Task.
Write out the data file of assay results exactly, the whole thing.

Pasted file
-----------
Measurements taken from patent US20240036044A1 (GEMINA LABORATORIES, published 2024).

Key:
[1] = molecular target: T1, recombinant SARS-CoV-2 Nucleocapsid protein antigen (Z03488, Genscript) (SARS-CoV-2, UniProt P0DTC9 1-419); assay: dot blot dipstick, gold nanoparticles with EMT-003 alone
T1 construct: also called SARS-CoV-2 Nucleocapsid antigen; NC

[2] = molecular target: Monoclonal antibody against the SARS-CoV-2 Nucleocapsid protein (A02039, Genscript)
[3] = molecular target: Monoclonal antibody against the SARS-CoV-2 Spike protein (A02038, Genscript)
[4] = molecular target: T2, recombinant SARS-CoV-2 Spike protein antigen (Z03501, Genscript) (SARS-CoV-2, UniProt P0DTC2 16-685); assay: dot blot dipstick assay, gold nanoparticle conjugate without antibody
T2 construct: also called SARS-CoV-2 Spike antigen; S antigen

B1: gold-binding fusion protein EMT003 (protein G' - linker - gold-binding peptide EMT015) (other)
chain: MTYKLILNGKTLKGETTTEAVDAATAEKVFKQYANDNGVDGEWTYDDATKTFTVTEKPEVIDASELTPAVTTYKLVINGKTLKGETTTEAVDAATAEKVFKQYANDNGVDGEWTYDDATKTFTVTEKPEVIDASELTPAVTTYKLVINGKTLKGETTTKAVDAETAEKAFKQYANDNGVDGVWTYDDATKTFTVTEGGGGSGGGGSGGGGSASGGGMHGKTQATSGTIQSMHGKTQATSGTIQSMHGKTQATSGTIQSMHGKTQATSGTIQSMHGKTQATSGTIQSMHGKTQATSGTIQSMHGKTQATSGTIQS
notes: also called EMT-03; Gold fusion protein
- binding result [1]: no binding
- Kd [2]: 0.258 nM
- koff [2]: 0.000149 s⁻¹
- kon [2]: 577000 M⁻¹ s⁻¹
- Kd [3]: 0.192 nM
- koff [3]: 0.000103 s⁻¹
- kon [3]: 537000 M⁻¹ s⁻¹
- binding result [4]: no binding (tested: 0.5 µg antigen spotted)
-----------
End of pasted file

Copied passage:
Measurements taken from patent US20240036044A1 (GEMINA LABORATORIES, published 2024).

Key:
[1] = molecular target: T1, recombinant SARS-CoV-2 Nucleocapsid protein antigen (Z03488, Genscript) (SARS-CoV-2, UniProt P0DTC9 1-419); assay: dot blot dipstick, gold nanoparticles with EMT-003 alone
T1 construct: also called SARS-CoV-2 Nucleocapsid antigen; NC

[2] = molecular target: Monoclonal antibody against the SARS-CoV-2 Nucleocapsid protein (A02039, Genscript)
[3] = molecular target: Monoclonal antibody against the SARS-CoV-2 Spike protein (A02038, Genscript)
[4] = molecular target: T2, recombinant SARS-CoV-2 Spike protein antigen (Z03501, Genscript) (SARS-CoV-2, UniProt P0DTC2 16-685); assay: dot blot dipstick assay, gold nanoparticle conjugate without antibody
T2 construct: also called SARS-CoV-2 Spike antigen; S antigen

B1: gold-binding fusion protein EMT003 (protein G' - linker - gold-binding peptide EMT015) (other)
chain: MTYKLILNGKTLKGETTTEAVDAATAEKVFKQYANDNGVDGEWTYDDATKTFTVTEKPEVIDASELTPAVTTYKLVINGKTLKGETTTEAVDAATAEKVFKQYANDNGVDGEWTYDDATKTFTVTEKPEVIDASELTPAVTTYKLVINGKTLKGETTTKAVDAETAEKAFKQYANDNGVDGVWTYDDATKTFTVTEGGGGSGGGGSGGGGSASGGGMHGKTQATSGTIQSMHGKTQATSGTIQSMHGKTQATSGTIQSMHGKTQATSGTIQSMHGKTQATSGTIQSMHGKTQATSGTIQSMHGKTQATSGTIQS
notes: also called EMT-03; Gold fusion protein
- binding result [1]: no binding
- Kd [2]: 0.258 nM
- koff [2]: 0.000149 s⁻¹
- kon [2]: 577000 M⁻¹ s⁻¹
- Kd [3]: 0.192 nM
- koff [3]: 0.000103 s⁻¹
- kon [3]: 537000 M⁻¹ s⁻¹
- binding result [4]: no binding (tested: 0.5 µg antigen spotted)